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Two conditions for the application of Lorenz curve and Gini coefficient to voting and allocated seats

Colignatus, Thomas (2017): Two conditions for the application of Lorenz curve and Gini coefficient to voting and allocated seats.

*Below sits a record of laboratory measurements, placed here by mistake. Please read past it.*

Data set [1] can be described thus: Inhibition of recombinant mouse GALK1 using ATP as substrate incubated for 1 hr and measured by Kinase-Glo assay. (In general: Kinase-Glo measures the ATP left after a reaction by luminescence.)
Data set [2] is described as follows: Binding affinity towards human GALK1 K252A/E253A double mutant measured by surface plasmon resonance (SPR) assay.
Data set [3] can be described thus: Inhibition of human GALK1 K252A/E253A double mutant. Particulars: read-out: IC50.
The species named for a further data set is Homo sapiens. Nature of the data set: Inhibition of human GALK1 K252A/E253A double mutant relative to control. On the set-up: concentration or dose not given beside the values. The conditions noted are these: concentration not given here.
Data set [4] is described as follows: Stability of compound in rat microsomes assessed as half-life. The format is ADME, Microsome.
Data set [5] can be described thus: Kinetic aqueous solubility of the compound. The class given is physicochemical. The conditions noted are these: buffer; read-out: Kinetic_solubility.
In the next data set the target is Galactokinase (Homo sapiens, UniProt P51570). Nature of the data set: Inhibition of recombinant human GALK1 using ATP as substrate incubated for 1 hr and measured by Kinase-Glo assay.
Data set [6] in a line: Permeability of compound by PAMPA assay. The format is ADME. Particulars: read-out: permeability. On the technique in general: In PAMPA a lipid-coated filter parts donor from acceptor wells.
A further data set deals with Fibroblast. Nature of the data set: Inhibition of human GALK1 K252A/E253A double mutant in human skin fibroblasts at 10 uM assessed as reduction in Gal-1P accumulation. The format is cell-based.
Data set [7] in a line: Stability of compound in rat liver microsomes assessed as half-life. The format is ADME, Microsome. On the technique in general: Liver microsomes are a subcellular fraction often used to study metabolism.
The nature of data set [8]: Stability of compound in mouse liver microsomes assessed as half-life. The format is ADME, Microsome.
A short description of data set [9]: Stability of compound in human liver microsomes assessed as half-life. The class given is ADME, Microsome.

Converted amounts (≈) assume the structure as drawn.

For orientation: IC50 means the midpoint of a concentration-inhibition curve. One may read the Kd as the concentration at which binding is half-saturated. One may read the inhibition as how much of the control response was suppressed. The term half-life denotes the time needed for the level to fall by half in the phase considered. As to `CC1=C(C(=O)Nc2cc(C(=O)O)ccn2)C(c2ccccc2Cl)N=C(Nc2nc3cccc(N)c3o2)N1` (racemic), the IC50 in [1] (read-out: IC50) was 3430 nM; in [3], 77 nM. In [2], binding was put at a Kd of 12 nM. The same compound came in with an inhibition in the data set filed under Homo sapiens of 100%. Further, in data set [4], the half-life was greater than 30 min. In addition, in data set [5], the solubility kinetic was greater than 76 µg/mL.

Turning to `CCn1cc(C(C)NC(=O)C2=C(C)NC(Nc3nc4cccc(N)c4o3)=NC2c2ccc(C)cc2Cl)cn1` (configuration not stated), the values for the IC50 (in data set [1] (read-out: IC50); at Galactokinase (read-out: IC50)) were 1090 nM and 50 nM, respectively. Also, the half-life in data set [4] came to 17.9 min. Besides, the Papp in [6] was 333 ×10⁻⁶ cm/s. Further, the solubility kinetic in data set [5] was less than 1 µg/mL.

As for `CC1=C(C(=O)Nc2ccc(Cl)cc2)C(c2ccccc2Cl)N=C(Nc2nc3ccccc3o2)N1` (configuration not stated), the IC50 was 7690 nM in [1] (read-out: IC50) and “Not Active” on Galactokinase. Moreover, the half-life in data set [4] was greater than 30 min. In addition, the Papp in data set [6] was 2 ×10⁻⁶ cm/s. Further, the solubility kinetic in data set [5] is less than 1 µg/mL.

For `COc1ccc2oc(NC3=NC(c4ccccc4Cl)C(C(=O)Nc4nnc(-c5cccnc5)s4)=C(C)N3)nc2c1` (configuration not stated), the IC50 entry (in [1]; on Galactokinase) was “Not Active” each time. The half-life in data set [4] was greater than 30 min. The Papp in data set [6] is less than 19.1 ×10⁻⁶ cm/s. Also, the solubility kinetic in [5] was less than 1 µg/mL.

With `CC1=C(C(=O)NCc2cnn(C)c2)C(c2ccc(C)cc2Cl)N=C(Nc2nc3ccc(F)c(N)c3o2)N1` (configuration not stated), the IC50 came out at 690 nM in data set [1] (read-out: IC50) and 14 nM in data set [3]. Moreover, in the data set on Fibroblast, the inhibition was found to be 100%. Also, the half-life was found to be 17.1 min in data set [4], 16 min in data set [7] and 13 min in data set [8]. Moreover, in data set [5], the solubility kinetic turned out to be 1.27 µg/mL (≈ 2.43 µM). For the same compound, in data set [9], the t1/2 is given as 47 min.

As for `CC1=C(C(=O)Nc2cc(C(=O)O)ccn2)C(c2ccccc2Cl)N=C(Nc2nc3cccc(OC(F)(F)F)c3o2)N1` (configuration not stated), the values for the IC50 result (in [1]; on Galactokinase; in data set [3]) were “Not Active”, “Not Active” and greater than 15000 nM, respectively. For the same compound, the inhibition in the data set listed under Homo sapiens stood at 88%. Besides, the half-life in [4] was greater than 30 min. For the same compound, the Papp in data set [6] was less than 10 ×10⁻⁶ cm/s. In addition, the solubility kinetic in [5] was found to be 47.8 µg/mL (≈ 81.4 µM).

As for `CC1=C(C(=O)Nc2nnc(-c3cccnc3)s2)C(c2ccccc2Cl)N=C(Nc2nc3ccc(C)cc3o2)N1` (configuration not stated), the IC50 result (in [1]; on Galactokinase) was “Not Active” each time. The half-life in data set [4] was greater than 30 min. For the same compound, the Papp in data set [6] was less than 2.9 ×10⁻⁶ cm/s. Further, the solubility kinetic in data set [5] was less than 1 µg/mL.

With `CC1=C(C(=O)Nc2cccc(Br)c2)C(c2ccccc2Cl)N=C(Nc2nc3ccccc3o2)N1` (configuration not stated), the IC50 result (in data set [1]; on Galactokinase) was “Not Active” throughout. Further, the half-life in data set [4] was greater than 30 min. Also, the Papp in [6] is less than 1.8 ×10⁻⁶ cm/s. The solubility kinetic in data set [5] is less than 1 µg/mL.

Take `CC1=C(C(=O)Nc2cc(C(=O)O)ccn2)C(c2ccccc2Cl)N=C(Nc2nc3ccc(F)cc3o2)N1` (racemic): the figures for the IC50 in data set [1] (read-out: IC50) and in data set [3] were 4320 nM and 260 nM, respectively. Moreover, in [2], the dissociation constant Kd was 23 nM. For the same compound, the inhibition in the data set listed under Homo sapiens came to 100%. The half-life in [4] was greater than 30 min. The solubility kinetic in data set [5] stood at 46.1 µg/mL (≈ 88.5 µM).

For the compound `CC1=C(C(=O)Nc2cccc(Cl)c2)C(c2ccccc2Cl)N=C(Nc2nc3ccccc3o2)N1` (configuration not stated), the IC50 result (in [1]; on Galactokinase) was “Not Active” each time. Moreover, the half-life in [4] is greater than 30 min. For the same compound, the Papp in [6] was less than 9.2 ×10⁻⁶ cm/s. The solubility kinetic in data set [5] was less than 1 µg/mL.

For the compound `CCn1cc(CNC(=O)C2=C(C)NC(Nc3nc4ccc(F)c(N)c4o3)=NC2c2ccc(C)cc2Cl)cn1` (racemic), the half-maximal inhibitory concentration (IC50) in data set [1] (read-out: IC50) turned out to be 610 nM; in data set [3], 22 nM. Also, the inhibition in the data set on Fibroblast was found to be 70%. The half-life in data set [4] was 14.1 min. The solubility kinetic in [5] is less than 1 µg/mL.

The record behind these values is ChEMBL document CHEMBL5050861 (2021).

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The Lorenz curve and Gini coefficient are applied here to measure and graph disproportionality in outcomes for multiseat elections held in 2017. The discussion compares Proportional Representation (PR) in Holland (PR Gini 3.6%) with District Representation (DR) in France (41.6%), UK (15.6%) and Northern Ireland (NI) (36.7%). In France the first preferences of voters for political parties show from the first round in the two rounds run-off election. In UK and NI the first preferences of voters are masked because of strategic voting in the single round First Past the Post system. Thus the PR Gini values for UK and NI must be treated with caution. Some statements in the voting literature hold that the Lorenz and Gini statistics are complex to construct and calculate for voting. Instead, it appears that the application is actually straightforward. These statistics appear to enlighten the difference between PR and DR, and they highlight the disproportionality in the latter. Two conditions are advised to enhance the usefulness of the statistics and the comparability of results: (1) Order the political parties on the ratio (rather than the difference) of the share of seats to the share of votes, (2) Use turnout as the denominator for the shares, and thus include the invalid and wasted vote (no seats received) as a party of their own. The discussion also touches upon the consequences of disproportionality by DR. Quite likely Brexit derives from the UK system of DR and the discontent about (mis-) representation. Likely voting theorists from countries with DR have a bias towards DR and they are less familiar with the better democratic qualities of PR.

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